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For a substance that’s supposed to get your clothes clean, laundry detergent does a dirty job on the environment and your own health. True, there are some less toxic products out there, but why not forgo the plastic jug of Seventh Generation and make your own? That’s what Grist.org’s Elisabeth Kwak-Hefferan did in a test of three home brewed detergents. Check out her results here.

Stett Holbrook

Stett is a senior editor at MAKE with abiding interest in food and drink, bicycles, woodworking, and environmentally sound human enterprises. He is the father of two young makers.

He is also the co-creator of Food Forward, a documentary TV series for PBS about the innovators and pioneers changing our food system.

Contact Stett with tips and story ideas on:

*Food
*Sustainable/green design
*Science
*Young Makers
*Action sports


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Comments

  1. Washing soda? Ivory soap? Borax? I don’t see how these are any greener than the commercial stuff.

  2. Bradley Gawthrop says:

    The statement that laundry detergent “does a dirty job” on our health is offered here without even half hearted attempts at offering evidence. It strikes me as a rather extraordinary claim to make in passing as though it were well established fact.

    1. Kindly click the link to the article and you’ll find references to EPA data and other sources.

      1. Bradley Gawthrop says:

        Uhm; No, not really. Nothing at the provided links (excepting the link to Rodale, who are, to put it kindly, not in the Science business) suggests that laundry detergents, used in accordance with their instructions, pose any risk to a typical persons health whatsoever. Some of the ingredients used in laundry detergents, when applied in vastly greater doses or ingested can adversely affect health. You probably shouldn’t drink liters of the stuff. But there is no evidence presented that use of laundry detergent can be linked (even tenuously) to negative health effects in a normally healthy person, barring special sensitivities.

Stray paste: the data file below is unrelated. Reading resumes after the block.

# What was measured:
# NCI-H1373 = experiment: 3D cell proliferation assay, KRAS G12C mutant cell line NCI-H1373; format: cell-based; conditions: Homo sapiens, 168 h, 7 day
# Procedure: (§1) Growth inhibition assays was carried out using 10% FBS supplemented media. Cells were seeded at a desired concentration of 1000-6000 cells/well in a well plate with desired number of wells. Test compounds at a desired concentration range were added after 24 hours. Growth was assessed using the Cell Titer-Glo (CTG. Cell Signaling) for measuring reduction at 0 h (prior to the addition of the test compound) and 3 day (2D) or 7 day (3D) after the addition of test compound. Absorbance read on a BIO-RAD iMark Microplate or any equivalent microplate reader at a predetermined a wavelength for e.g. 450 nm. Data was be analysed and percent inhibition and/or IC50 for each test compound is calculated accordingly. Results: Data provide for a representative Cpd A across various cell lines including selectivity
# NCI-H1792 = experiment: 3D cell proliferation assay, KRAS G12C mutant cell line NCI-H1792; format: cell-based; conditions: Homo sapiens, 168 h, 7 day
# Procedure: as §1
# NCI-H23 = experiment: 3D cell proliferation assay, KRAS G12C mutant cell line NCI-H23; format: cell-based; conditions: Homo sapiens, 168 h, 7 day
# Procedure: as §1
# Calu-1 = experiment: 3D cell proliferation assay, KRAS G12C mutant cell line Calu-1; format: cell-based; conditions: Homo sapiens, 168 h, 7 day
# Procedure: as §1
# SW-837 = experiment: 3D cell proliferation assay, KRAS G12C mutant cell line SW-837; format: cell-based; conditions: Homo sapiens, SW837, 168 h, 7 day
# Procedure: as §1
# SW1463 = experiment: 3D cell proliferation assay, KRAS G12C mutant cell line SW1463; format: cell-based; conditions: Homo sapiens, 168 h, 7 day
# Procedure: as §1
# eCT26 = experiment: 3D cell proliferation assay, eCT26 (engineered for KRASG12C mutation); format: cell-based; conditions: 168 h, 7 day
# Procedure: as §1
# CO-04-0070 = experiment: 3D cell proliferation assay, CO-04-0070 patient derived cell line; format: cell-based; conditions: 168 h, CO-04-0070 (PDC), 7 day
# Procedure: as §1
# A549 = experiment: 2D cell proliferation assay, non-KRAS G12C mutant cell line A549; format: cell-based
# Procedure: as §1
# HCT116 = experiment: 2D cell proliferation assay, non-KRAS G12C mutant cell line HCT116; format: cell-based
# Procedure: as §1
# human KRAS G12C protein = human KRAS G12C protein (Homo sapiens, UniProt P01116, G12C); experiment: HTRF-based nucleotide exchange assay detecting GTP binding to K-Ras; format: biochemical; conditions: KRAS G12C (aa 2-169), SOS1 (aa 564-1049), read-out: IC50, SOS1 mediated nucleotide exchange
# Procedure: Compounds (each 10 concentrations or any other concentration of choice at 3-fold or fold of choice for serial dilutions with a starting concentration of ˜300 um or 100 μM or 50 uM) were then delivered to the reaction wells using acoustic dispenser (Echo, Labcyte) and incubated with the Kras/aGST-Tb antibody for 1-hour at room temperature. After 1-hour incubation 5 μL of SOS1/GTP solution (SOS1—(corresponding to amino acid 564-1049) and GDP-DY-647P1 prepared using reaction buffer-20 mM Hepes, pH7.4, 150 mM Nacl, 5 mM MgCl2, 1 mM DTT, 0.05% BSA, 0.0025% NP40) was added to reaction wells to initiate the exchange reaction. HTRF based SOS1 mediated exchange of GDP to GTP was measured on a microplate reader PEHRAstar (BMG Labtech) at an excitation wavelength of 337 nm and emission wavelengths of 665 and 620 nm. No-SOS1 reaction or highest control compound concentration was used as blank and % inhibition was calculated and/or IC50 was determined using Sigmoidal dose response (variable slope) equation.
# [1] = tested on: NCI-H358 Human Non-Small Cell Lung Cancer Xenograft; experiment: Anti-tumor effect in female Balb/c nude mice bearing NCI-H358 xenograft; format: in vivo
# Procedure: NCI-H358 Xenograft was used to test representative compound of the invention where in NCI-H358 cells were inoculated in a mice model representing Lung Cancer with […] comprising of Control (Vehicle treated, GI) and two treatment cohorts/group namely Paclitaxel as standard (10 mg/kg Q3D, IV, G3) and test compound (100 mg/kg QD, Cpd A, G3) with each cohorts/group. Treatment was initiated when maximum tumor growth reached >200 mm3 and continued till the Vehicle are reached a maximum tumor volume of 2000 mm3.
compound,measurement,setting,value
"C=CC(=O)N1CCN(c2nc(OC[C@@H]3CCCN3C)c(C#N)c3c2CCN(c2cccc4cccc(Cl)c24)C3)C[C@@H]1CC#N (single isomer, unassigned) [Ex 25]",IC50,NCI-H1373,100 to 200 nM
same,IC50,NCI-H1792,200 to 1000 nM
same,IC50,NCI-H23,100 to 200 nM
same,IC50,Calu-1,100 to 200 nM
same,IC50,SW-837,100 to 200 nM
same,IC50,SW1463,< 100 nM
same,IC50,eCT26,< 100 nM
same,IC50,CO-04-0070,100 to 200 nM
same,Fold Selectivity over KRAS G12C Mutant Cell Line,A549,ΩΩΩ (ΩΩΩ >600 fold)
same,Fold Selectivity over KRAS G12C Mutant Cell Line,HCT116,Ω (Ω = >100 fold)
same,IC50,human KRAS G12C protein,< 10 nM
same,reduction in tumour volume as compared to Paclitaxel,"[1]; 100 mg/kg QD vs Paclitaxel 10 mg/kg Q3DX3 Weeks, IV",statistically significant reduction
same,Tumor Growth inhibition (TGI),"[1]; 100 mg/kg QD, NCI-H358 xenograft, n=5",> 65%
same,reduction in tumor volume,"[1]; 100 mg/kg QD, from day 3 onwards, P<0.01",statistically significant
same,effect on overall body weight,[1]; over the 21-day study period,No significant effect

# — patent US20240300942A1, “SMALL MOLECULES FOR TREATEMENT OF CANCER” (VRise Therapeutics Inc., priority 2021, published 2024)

3. Chris W says:

    You can get commercial laundry detergent without dye or fragrance. And since when is everything supposed to be non-toxic? She says borax (sodium tetraborate) is a wonder powder. Wikipedia says “Substances and mixtures imported into the EU which contain Borax are now required to be labelled with the warnings “May damage fertility” and “May damage the unborn child””.
    If you really want to do something green you could use the wash water to flush toilets and the rinse water to water your garden, or use the rinse water to wash the next load, And don’t drive to six stores looking for washing soda.

  4. ESL JOBS says:

    If you really want to do something green you could use the wash water to flush toilets and the rinse water to water your garden, or use the rinse water to wash the next load, And don’t drive to six stores looking for washing soda.

  5. Alan S. Blue says:

    The level of evaluation being used here is roughly equivalent to the business of banning dihydrogen monoxide.

    “Natural Ingredients” does not mean “better” in all cases. Proctor and Gamble wanted to eliminate formic acid as a surfactant. They discovered you can get it out of ground ants and termites. Which are “Natural”. Pure formic acid from a vat, or imperfectly separated formic acid from ants.

    Also concerned about the safety after the cavalier dismissal of anything remotely like a consideration of concentrations and exposure levels.

    Heck, pure oxygen has issues, let’s ban it too.

  6. [...] DIY Laundry Detergent (makezine.com) [...]

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